Acceptance and Mindfulness

Acceptance & Mindfulness

Take a moment to think of the last difficult situation you were in.

Did you say statements like “this isn’t fair”, “it should not be this way”, or “why me”?

What emotions did you have during this time?

Now think about the statements above. What emotions do you feel when you think of these?

Perhaps frustration, anger, sadness, or feelings of being stuck. Wishing things were not the way there were creates a lot of difficult emotions. Our mind often travels to the past of what was and then spirals to future anxiety of what is to be. We begin to ping-pong from the past to future and lose touch with the present.

When we push back against reality, we are choosing not to accept the present moment. When we do not accept the present moment, we create more pain.

Leaning into Acceptance…

No one wants to experience pain.

If you take a look at our society…we tend to avoid pain at all costs. One way to avoid it is to wish the present situation was not happening.

The irony behind this method of avoidance is that we are actually creating more pain for ourselves.

When we push back on the reality of the present moment…we create more pain.

When we refuse to accept the truth of a situation, we deny the present. When we deny the present, we are disconnected and feel both the pain from the situation AND the pain from wishing it was different.

This not to discount the pain that comes from a difficult situation. Rather, acceptance invites us to acknowledge the truth rather than staying stuck in wishing it was not this way. Failure to accept the present moment as is can cause a greater intensity of emotional pain.

…And How Mindfulness Can Help Us Do This

Mindfulness has become quite the buzz word in our culture along with many different ideas of what the practice is. Jon Kabat-Zinn, Founder of Mindfulness-Based Stress Reduction, provides us with this definition:

“The awareness that arises from paying attention, on purpose, in the present moment and non-judgmentally” (Kabat-Zinn, 2015)

Simply put— mindfulness is to experience the present moment fully awake.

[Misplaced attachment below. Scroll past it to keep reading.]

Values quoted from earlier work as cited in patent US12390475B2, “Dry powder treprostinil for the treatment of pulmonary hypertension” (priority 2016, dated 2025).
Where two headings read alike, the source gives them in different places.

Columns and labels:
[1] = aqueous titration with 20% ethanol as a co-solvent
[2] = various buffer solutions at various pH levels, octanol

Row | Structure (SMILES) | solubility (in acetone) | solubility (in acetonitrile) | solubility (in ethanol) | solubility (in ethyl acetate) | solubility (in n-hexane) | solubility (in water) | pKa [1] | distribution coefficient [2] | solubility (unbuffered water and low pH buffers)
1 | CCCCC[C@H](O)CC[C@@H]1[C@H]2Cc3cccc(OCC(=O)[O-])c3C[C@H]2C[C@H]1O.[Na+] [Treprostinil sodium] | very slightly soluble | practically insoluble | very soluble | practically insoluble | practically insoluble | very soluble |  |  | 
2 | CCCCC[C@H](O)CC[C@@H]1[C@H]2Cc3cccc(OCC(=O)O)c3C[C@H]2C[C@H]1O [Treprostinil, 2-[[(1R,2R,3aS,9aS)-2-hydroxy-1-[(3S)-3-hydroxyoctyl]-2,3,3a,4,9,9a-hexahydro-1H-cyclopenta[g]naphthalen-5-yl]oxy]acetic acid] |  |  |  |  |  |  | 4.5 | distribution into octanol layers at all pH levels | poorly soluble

This means we are not ruminating in the past nor letting the mind wander to the what ifs of the future. We are fully embracing the present moment for what it is.

Pay attention to where our thoughts wander…are you in the past or future? Or are we fully in the present moment?

What is the story we are telling ourselves? When we begin to live awake in the present moment and accept what is, we can lessen painful experiences.

Acceptance  “I Agree”

Let me confirm that true acceptance DOES NOT mean agreement. It is extremely difficult to accept a situation that is painful AND we can choose to accept the present moment.

True acceptance does not mean agreement. We can both disagree with a circumstance and agree that it is reality.

When painful experiences happen in our life it is human to wish circumstances were different. It is when we lean into full acceptance of the current situation that we arrive to freedom.

While we cannot discount the pain and difficulty a situation may bring us…there is freedom in acknowledging the reality.

It is when we push back at the present moment when circumstances become more painful.
Once we fully acceptance the present moment for what is it we can then navigate the new reality.

Bringing awareness to your thoughts on the situation – what is the story you are telling yourself? Start by noticing your thoughts. When they wander to “this is not fair” or “I can’t deal with this”, acknowledge them non-judgmentally.

We Have a Choice

It takes a LOT of energy to fight reality. Acceptance can place us in control of our emotions. Acceptance AND mindfulness of the present moment gives us freedom.

Life can guarantee pain. It is our choice how we respond to it.

Acceptance gives us the ability to be mindful in the present moment. When embracing acceptance accompanied by mindfulness of our thoughts and feelings…pain is lessened.

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